Entrepreneurs say rising input costs is stifling businesses – Businessday


Entrepreneurs in Nigeria have said that the continuous spike in prices of critical inputs is making it increasingly difficult for them to survive even as there is no end in sight.
From the impact of Covid-19 that forced many to shut down, to the Russia-Ukraine war, and FX scarcity, Nigerian entrepreneurs have continued to face numerous challenges.
To gauge the impact, BusinessDay interviewed some of the entrepreneurs, and below are their responses:
Chiamaka Eliogu
Eliogu is the founder of Derekmano Luxury Brand – a manufacturer of handmade leather shoes, belts, wallets and bags.
How are you coping with the rising input prices?
It’s draining, if I must say. But I try to keep a positive mindset as the day goes by. I also produce in bulk to maintain a balance.
Are you making more money compared to before?
Not really. But if there’s one thing, I always show up regardless because I didn’t come this far to give up on a brand I birthed from Passion.
Are customers buying your products?
Yes, they are. However, the business hasn’t been so stable due to the economic situation of the country. We’re also exploring other marketing options.
How is the worsening power supply affecting your cost of production?
Before May 2022, this has been a major challenge for me in business. Thankfully, I now use a prepaid meter which has helped to subsidize the cost. I run my generator when there’s no power supply.
What strategy did you adopt as a business to survive the COVID-19 pandemic?
I diversified into selling online training. I also run fumigation and cleaning company on the side so I focused more on disinfecting homes, hospitals and offices.
Is the business environment improving?
In all honesty, it isn’t. I believe it can be better if we have a working system.
Ayooluwa Moyinoluwa
Moyinoluwa is the founder of Korrey Leathers – an online brand that produces footwear for young men and women, located in Abeokuta, Ogun state.
How are you coping with the rising input prices?
The daily hike in price can be very discouraging for everyone, but as a business owner, one strategy I use is that I take all my orders at once and buy my materials in bulk, and I also make sure that I buy just the materials needed for production.
Are you making more money compared to before?
To be honest No! I just appreciate the few orders I get and try my best to deliver quality to my customers.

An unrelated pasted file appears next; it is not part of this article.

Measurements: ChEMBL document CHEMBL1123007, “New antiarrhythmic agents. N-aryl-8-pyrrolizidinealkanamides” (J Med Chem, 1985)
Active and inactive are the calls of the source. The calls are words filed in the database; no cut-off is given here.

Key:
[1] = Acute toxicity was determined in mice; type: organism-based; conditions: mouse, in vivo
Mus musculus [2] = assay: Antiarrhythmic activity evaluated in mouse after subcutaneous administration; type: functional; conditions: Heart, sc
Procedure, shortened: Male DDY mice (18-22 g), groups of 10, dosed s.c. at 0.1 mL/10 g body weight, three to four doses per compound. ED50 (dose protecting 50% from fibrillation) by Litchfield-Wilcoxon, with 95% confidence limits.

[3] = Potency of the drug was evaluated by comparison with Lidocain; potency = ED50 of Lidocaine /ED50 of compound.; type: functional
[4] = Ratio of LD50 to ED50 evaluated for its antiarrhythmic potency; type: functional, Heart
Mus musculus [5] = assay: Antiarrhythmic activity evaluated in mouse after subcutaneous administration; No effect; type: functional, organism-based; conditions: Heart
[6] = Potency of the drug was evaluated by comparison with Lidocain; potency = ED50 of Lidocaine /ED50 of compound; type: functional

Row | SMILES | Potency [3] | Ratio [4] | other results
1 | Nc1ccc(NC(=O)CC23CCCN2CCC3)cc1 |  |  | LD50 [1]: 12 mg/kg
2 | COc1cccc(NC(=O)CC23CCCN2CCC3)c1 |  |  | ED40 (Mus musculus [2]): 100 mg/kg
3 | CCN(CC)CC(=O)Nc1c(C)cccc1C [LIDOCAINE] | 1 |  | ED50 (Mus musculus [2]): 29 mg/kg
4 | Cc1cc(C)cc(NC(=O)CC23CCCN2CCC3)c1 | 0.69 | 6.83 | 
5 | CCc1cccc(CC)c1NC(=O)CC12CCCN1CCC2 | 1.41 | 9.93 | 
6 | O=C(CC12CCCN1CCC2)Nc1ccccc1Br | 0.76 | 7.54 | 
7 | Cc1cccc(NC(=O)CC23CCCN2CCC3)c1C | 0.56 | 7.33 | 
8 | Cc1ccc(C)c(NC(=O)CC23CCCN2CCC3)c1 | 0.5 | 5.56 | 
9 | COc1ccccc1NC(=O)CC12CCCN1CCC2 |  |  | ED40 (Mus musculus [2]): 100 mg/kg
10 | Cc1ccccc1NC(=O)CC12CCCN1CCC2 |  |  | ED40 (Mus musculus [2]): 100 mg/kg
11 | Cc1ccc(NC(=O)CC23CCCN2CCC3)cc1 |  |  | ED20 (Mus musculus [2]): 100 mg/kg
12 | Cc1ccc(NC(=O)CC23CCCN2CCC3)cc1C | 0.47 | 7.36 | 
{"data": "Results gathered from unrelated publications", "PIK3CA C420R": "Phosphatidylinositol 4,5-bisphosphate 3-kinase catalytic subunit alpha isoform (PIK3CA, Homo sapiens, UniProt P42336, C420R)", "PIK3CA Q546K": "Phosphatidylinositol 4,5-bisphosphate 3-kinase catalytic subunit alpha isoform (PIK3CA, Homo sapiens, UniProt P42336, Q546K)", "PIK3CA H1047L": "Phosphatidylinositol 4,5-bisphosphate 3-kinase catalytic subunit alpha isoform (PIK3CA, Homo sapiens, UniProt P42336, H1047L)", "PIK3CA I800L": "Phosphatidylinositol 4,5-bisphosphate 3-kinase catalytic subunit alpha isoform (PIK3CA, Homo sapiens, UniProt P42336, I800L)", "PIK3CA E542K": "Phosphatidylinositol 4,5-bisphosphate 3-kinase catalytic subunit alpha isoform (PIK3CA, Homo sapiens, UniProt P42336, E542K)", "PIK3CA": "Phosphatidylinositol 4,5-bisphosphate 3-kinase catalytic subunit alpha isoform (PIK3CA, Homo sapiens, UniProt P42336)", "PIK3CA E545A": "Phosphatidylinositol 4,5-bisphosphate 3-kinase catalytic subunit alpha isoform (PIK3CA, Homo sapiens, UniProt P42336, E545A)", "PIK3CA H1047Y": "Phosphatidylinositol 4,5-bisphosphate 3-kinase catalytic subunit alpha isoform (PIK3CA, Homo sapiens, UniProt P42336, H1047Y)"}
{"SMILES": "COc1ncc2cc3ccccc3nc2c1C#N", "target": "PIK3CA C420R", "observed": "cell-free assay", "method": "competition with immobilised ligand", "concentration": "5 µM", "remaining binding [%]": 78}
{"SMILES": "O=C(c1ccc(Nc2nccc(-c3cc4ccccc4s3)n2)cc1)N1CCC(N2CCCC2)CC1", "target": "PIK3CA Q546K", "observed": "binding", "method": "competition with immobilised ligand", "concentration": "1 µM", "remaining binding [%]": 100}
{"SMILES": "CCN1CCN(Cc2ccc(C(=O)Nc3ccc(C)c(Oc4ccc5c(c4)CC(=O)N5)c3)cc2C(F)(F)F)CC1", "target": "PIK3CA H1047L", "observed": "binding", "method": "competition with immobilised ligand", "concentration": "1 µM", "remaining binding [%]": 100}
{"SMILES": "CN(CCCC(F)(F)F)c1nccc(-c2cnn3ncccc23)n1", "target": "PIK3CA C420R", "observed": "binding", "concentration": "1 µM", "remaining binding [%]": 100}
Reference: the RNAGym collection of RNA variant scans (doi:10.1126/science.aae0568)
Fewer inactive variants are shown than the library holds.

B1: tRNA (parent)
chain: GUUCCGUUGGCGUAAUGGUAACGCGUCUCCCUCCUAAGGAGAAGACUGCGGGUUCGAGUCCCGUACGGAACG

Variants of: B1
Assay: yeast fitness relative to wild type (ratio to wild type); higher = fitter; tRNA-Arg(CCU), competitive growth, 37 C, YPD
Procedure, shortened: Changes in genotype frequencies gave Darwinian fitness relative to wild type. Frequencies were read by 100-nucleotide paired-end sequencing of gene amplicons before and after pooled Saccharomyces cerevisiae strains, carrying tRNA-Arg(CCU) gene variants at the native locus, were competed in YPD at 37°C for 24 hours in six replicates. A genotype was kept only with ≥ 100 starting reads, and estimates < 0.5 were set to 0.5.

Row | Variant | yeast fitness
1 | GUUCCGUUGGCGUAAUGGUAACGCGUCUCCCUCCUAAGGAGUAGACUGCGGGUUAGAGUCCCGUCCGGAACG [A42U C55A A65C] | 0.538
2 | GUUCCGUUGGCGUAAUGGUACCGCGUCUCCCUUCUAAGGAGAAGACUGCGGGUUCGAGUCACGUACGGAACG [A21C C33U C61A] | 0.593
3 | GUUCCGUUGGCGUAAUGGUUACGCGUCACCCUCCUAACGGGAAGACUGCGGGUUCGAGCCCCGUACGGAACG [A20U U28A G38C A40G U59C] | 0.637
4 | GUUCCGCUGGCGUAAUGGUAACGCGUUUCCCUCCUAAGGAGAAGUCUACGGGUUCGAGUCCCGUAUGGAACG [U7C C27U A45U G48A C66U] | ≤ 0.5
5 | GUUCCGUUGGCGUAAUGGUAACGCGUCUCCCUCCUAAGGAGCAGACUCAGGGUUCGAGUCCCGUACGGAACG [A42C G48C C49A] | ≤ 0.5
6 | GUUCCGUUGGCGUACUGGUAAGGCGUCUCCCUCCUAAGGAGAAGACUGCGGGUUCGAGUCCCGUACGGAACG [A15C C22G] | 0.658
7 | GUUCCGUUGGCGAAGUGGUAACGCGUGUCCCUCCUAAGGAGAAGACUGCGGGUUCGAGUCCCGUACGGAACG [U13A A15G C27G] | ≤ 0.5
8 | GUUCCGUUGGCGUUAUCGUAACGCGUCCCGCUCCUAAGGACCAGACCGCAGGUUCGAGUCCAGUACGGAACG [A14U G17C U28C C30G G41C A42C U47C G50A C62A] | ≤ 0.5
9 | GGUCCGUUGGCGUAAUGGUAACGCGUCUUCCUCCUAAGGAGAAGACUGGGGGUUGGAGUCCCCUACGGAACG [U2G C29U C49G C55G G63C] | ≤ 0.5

Are customers buying your products?
Yes, customers are buying my product but due to the inflation rate, sales have not been encouraging.
How is the worsening power supply affecting your cost of production?
The poor power supply has made production slow and most times I just power my machines with the use of a generator.
What strategy did you adopt as a business to survive the covid-19 pandemic?
I will say budgeting has helped me plan my expenses as a business owner and the effective use of technology.
Is the Nigerian business environment improving?
It has improved to an extent because almost everyone is trying to create an opportunity from what they know how to do best which is very good. But to be sincere, the current situation of the country is not giving the urge to do more.
Arinola Okeowo
Arinola Okeowo, chief executive officer at Ultra Farms
How are you coping with the rising input cost?
The hike has been really crazy but we have to keep developing means to cut costs by doing joint farming or conjoined farming. For example, it is more cost efficient for a tractor to clear an acre as compared to just two plots. This way, we incur costs as a group at stated discounts which we wouldn’t have had access to individually.
Are you making more money compared to before?
No, we are not. There has been a 300 percent increase in the cost of fertilizers, especially due to the Russia-Ukraine war. Also, there has been a hike in the price of farm inputs like seeds stemming from the weak strength the Naira wields against the Dollar in the exchange market. Currently fertilizer, NPK and urea are scarce asides being expensive.
How is the worsening power supply affecting your cost of production?
Not encouraging at all. I think every business owner in Nigeria is facing this particular problem. Especially for those of us that deal in perishable and processed foods. About two months ago, I lost over 15kg of strawberries due to epileptic power supply and I had to stop stocking them even though customers won’t stop asking. Production is currently double the normal cost all thanks to poor power supply.
What strategy did you adopt to survive the COVID-19 pandemic?
If there was one thing that the pandemic has taught us, it is to adapt to situations and make the most of them. We adopted going digital and we didn’t regret it. Cheers to making lemonade out of lemons.
Is the business environment improving?
From a personal point of view, I’ll say yes even though not at the expected pace with the main setbacks being government policies, the lack of basic amenities, poor access to loan facilities and inadequate funding.
Are people buying your products?
Well, regardless of the price increase, people need food to survive so yes, we make sales because food is a necessity.
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Business Day, established in 2001, is a daily business newspaper based in Lagos. It is the only Nigerian newspaper with a bureau in Accra, Ghana. It has both daily and Sunday titles. It circulates in Nigeria and Ghana
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